Tuesday, July 14, 2009

The Girl in the Cub

More Lock Haven tales, almost a month after the fact!

The weather was absolutely horrid all day Wednesday, the first half of Thursday, the second half of Friday, and less than desirable on Saturday too.

It rained. A LOT. Every night. At about 6 on Saturday morning my poor tent finally couldn't take any more and I began to feel faint drips infiltrating my previously dry haven. It took four nights and about eight straight hours of rain Friday night/Saturday morning, but my tent was finally beaten into submission. I took refuge under my sleeping bag for a while, updating my logbook, but eventually I decided to pack up as much as I could take to the shower house and hope the rest stayed dry. Of course, when I left the shower house it had stopped raining. Figures.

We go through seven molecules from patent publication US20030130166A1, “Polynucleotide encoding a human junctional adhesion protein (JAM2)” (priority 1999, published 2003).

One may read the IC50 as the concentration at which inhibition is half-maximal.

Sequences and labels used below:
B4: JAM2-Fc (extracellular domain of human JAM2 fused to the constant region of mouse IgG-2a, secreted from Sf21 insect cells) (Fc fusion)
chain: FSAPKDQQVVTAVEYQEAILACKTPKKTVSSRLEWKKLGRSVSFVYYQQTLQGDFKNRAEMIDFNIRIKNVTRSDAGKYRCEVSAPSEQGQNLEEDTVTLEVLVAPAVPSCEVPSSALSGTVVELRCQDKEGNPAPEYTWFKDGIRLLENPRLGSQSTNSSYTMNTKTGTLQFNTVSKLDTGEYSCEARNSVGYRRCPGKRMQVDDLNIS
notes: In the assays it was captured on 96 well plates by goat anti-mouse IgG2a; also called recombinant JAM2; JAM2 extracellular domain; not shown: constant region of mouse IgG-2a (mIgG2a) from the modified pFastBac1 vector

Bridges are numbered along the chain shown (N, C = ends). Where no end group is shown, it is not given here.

Shockingly, 21Y stayed almost completely dry, save for one dribble down the left window. Dan did an excellent job restoring her! In fact, due to the uncertainty of my tent and lack of hanging space, I draped my towel over the seats to dry. It worked quite well!


Sentimental Journey was the first fly-in I had attended with a spot landing contest and bomb drop contest. Since I had never done either, I decided I would enter. Despite the opportunity for public humiliation I vowed I'd have fun nonetheless, and surely no one could fault me for trying.

When I went to sign up for the spot landing contest, I was the third entrant, and I was beginning to get a bit nervous. A girl and a Cub can disappear in a crowd fairly easily, but it's hard to forget when there are only three! Thankfully, the weather cleared up just in time for the competition and a total of 16 pilots had registered at that time. I felt better knowing a dismal performance would likely not be as noticeable then.